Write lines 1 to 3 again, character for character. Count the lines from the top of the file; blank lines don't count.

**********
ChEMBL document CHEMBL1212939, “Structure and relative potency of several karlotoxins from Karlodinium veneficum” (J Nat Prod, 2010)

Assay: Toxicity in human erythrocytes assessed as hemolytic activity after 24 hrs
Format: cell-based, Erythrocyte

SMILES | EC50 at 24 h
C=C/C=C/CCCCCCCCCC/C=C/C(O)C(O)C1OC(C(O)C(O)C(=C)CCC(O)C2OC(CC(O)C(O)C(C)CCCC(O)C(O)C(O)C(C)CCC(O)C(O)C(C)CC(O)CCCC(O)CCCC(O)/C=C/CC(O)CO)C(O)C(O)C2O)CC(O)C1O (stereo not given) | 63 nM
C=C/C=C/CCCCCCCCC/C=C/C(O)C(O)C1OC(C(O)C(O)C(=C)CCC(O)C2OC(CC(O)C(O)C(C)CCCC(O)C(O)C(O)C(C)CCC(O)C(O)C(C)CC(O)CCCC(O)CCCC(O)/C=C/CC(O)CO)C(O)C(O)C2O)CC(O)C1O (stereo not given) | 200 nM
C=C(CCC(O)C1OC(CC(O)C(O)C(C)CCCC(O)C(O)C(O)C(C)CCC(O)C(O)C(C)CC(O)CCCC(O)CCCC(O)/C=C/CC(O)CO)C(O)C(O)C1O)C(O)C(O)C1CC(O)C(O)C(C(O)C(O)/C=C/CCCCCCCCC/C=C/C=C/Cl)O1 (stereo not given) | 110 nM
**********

ChEMBL document CHEMBL1212939, “Structure and relative potency of several karlotoxins from Karlodinium veneficum” (J Nat Prod, 2010)

Assay: Toxicity in human erythrocytes assessed as hemolytic activity after 24 hrs
Format: cell-based, Erythrocyte